2012 legislative session begins Jan. 9

Print This Post

The 2012 legislative session begins Monday, Jan. 9. Since this is the second year of the 2011-2012 session, legislation that didn’t pass in 2011 is eligible for action in 2012. Here is a list of carry-over legislation and prefiled bills that may have an impact on the children and families in your county.

Carry-Over Legislation

The following bills are still eligible for passage during the 2012 session.

Healthy Children
HB 132
(Rep. Ben Watson, 163rd) would require insurance policies to cover any “medical food” required for the treatment of metabolic and genetic disorders when a physician prescribes special dietary foods or formulas that are medically necessary. Status: Assigned to House Insurance.

HB 655 (Rep. Ron Stephens, 164th) would create a provider choice system for the Dept. of Community Health’s Vaccines for Children program. The bill allows health care providers to select alternative vaccines from vaccines are approved by the Centers for Disease Control. Status: Assigned to House Health & Human Services.

HB 345 (Rep. Pat Gardner, 57th) allows lawfully admitted and qualified children and pregnant women to be eligible for Medicaid and PeachCare programs. Status: Assigned to House Judiciary Non-Civil Committee.

School Readiness and Success
HB 181
(Rep. Rich Golick, 34th) allows the State Board of Education to waive “prior year in Georgia school” as a requirement for a special needs scholarship. Status: Currently in the Senate Education and Youth Committee.

SB 14 (Sen. Lester Jackson, 2nd) raises the age of mandatory education from 16 to 17. Similar bills include SB 43 (Sen. Donzella James, 35th ) and SB 49 (Sen. John Albers, 56th) Status: All bills assigned to Senate Education & Youth Committee. SB 49 was favorably reported by the Senate Education & Youth Committee but did not reach the Senate floor for a vote and was recommitted to the Committee.

SB 291 (Sen. Jack Hill, 4th) changes the Pre-K funding source from the Georgia Lottery to funds appropriated for that purpose and prioritized by the Georgia Department of Education. Enrollment slots would remain fixed at FY 2013 state budget levels.SB 291 allows the State Board of Education to increase enrollment levels when the Georgia General Assembly makes additional funding available to expand the Pre-K program. Status: Assigned to Senate Education and Youth.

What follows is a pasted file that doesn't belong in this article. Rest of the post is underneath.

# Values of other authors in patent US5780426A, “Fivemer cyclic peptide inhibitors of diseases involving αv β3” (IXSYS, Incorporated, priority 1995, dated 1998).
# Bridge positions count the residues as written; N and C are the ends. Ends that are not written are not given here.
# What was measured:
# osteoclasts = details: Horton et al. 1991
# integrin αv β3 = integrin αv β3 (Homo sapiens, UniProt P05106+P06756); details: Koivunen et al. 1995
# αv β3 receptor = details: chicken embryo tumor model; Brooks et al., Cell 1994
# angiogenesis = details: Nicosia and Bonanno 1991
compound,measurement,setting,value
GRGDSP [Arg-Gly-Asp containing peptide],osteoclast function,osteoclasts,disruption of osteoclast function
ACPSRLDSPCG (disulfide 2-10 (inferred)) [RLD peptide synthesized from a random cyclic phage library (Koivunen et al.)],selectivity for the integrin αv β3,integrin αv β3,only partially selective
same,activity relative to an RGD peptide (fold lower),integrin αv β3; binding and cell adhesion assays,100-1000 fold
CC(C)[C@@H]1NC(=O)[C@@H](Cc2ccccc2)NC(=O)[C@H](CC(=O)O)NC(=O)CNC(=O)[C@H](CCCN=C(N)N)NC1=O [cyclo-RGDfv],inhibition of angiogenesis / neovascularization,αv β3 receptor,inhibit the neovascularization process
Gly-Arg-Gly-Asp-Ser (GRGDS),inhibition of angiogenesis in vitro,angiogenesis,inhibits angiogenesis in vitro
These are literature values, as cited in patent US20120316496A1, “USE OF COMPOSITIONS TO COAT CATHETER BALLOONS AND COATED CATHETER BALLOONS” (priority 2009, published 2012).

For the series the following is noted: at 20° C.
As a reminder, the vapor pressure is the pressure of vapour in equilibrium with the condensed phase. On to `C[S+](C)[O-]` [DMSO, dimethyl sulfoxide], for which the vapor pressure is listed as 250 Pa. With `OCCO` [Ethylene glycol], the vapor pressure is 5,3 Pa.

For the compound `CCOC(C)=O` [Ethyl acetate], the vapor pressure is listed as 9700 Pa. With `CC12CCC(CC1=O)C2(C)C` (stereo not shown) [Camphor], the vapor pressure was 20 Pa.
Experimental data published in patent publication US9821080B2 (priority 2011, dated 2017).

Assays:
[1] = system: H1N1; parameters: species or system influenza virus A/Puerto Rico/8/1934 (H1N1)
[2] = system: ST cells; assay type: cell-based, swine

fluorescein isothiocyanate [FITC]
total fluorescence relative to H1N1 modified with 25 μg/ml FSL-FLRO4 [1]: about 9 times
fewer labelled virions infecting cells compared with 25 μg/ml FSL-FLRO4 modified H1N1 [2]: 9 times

SB 68 (Sen. John Albers, 56th) permits parents to petition to turn around low-achieving schools. Status: Assigned to Senate Children and Youth.

SB 87 (Sen. Chip Rogers, 21st) allows students from military families and foster care to be eligible for Special Needs Scholarships (vouchers). Status: Assigned to Senate Education and Youth.

Self-Sufficient Families and Strong Communities
HB 23
(Rep. Mary Margaret Oliver, 83rd) helps Georgia comply with mandates of the Fostering Connections Act of 2008. The bill requires the Department of Human Services (DHS) to establish regulations for the use of psychotropic medications for children in the state’s custody. Status: Assigned to House Health & Human Services

HB 432 (Rep. Katie Dempsey, 13th)  entitled the Family Care Act, allows families employed by firms with 10 or more workers to use earned sick leave to care for a child, spouse, or parent. Status: Assigned to House Industrial Relations. HB 432 was heard by the Committee but no vote was taken.

HB 633 (Rep. Mary Margaret Oliver, 83rd) creates a state-wide reporting system for child abuse as well as a toll free number and Internet based system. Status: Assigned to House Judiciary

SB 105 (Sen. Emanuel Jones, 10th) similar in intent to HB 373 (Rep. B.J. Pak, 102nd), outlines the provision of parole, aftercare services and supervision, and calls for the creation of juvenile parole panels to determine which juveniles serving sentences for designated felonies could be recommended for release and community follow-up services. Status: Assigned to Senate Judiciary.

SB 127 (Sen. Bill Hamrick, 30th) significantly amends and updates laws related to juvenile proceedings. The Barton Child Law and Policy Center, Voices for Georgia’s Children and Georgia Appleseed are leading efforts to update the 40-year old Georgia Juvenile Code. During the last days of the 2011 session, Rep. Wendell Willard (49th) introduced HB 641, the House version of the Juvenile Code re-write. Status: SB 127 is assigned to Senate Judiciary and HB 641 to House Judiciary.

Pre-filed Legislation

Legislators have the option of prefiling bills that they intend to introduce. Bills may be prefiled any time on or after November 15. These bills are assigned a bill number, but the author must introduce the legislation on a legislative day for it to be considered. Some prefiled bills are never introduced.

HB 668 (Rep. Jason Spencer, 180th) and SB 292 (Sen. John Albers, 56th) require drug testing of all TANF applicants in order to qualify for benefits.

HB 676 (Rep. Ben Harbin, 118th) removes the statute of limitations on child sex abuse charges. Current Georgia law requires that charges be brought forward within seven years of the alleged incident of child sexual abuse.

SB 294 (Sen. John Albers. 56th) entitled the Dignity for the Unemployed Act requires 24 hours of volunteer service per week with a non profit organization for applicants to qualify for unemployment benefits.